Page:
Mr. Teicher: "Mastercopies just don't ring my bell."
Mrs. Teicher: "Not only do I like them, but I've been urged by various instructors to make them -- make them early and often."
I've reviewed those instructors' words in my mind, and I'll quote them here.
"You can't do enough master copies," said John Rizzotto, a classically trained artist who is teaching my painting class. "If you do five slammin' master copies of a master's work, you can say you studied with that master." (He was holding a photo of a Rembrandt.)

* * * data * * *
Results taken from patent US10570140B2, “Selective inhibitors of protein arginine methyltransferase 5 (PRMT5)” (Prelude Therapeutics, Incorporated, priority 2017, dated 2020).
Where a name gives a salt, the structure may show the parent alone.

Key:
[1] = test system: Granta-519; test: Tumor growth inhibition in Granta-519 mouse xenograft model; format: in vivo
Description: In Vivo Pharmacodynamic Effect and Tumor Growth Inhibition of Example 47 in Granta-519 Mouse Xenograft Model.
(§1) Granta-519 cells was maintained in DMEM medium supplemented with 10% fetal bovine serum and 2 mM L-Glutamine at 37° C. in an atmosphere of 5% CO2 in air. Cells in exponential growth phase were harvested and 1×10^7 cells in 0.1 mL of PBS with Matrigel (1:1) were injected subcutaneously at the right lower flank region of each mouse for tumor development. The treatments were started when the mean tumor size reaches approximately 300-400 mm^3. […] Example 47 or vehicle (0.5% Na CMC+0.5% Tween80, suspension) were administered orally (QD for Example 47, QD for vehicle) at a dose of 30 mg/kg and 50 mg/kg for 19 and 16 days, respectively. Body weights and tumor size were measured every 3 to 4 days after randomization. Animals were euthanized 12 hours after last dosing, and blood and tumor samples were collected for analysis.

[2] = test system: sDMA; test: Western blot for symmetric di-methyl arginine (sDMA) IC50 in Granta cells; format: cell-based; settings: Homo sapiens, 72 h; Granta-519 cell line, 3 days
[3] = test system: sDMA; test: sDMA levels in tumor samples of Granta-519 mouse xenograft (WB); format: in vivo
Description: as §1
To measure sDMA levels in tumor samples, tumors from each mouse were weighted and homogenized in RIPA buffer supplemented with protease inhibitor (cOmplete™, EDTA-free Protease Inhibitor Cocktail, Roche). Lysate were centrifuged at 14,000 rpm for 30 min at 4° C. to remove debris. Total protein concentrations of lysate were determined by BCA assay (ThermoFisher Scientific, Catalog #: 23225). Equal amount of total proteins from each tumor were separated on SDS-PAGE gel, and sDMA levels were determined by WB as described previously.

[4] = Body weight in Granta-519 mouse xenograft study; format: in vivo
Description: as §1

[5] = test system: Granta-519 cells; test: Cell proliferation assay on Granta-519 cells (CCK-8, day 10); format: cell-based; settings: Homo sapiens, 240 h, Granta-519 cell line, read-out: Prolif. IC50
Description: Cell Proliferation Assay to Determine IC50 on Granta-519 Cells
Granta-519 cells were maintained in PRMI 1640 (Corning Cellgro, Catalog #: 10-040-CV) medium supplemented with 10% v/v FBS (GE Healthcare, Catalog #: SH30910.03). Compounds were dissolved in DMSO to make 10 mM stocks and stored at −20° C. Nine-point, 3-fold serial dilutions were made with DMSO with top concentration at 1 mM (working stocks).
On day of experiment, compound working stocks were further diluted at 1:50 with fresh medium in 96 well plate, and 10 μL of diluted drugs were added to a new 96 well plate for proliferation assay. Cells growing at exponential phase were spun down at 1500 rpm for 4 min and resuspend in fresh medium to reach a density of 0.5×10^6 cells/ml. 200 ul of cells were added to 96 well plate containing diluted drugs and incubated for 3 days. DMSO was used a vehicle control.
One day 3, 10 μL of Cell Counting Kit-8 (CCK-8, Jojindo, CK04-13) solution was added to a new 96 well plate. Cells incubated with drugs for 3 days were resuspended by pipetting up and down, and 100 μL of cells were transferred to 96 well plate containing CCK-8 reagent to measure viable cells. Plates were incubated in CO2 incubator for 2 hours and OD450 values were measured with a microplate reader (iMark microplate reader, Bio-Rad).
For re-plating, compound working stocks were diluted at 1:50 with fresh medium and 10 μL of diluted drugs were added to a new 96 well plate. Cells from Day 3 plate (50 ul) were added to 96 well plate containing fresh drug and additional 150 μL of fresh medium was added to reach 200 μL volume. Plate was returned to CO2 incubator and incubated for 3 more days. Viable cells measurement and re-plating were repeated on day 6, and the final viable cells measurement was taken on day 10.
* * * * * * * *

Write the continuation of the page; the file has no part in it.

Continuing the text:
"Master copies are like intravenous art education," said Gary Faigin, artistic director of Gage Academy of Art, where I attend classes.
"The practice of copying masterworks has helped train some of the greatest artists who ever lived," wrote Juliette Aristides in her book "Lessons in Classical Drawing."
I have made two finished drawings (and many sketches) from masterworks, one by Pierre-Paul Prud'hon and another by Jean-Baptiste-Siméon Chardin. I realize that my nude looks like a linebacker, but I drew her when I was 42, just a baby. How could I be expected to perfectly execute that perpetual tormenter of artists: proportion. This won't be my last attempt. My desire to copy masterworks has only grown more intense since I started studying art a few years ago.
Mr. Teicher will just have to put up with it.